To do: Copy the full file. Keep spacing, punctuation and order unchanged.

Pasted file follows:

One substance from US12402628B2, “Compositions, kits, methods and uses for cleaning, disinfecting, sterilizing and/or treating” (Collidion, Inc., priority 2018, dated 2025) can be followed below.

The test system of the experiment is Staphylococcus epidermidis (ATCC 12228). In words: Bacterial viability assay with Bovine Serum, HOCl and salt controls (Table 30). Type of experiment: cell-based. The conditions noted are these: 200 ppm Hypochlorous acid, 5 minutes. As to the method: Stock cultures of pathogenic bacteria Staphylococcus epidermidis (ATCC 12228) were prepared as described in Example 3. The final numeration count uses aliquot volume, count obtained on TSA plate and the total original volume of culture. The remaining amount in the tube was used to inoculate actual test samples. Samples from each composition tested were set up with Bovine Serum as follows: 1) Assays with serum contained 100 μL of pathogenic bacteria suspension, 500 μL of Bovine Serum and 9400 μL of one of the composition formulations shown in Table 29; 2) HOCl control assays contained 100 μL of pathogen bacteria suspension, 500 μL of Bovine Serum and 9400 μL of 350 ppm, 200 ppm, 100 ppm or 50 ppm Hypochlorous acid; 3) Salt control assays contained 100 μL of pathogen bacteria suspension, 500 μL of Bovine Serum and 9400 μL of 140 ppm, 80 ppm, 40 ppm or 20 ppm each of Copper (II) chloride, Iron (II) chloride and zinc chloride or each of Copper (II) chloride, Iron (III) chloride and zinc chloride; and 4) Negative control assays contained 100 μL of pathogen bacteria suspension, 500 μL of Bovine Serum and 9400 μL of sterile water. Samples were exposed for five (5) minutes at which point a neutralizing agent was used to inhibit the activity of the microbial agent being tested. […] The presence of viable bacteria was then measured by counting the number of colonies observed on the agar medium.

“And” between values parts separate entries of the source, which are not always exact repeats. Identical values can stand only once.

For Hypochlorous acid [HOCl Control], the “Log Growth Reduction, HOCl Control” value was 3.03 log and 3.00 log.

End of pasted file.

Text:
One substance from US12402628B2, “Compositions, kits, methods and uses for cleaning, disinfecting, sterilizing and/or treating” (Collidion, Inc., priority 2018, dated 2025) can be followed below.

The test system of the experiment is Staphylococcus epidermidis (ATCC 12228). In words: Bacterial viability assay with Bovine Serum, HOCl and salt controls (Table 30). Type of experiment: cell-based. The conditions noted are these: 200 ppm Hypochlorous acid, 5 minutes. As to the method: Stock cultures of pathogenic bacteria Staphylococcus epidermidis (ATCC 12228) were prepared as described in Example 3. The final numeration count uses aliquot volume, count obtained on TSA plate and the total original volume of culture. The remaining amount in the tube was used to inoculate actual test samples. Samples from each composition tested were set up with Bovine Serum as follows: 1) Assays with serum contained 100 μL of pathogenic bacteria suspension, 500 μL of Bovine Serum and 9400 μL of one of the composition formulations shown in Table 29; 2) HOCl control assays contained 100 μL of pathogen bacteria suspension, 500 μL of Bovine Serum and 9400 μL of 350 ppm, 200 ppm, 100 ppm or 50 ppm Hypochlorous acid; 3) Salt control assays contained 100 μL of pathogen bacteria suspension, 500 μL of Bovine Serum and 9400 μL of 140 ppm, 80 ppm, 40 ppm or 20 ppm each of Copper (II) chloride, Iron (II) chloride and zinc chloride or each of Copper (II) chloride, Iron (III) chloride and zinc chloride; and 4) Negative control assays contained 100 μL of pathogen bacteria suspension, 500 μL of Bovine Serum and 9400 μL of sterile water. Samples were exposed for five (5) minutes at which point a neutralizing agent was used to inhibit the activity of the microbial agent being tested. […] The presence of viable bacteria was then measured by counting the number of colonies observed on the agar medium.

“And” between values parts separate entries of the source, which are not always exact repeats. Identical values can stand only once.

For Hypochlorous acid [HOCl Control], the “Log Growth Reduction, HOCl Control” value was 3.03 log and 3.00 log.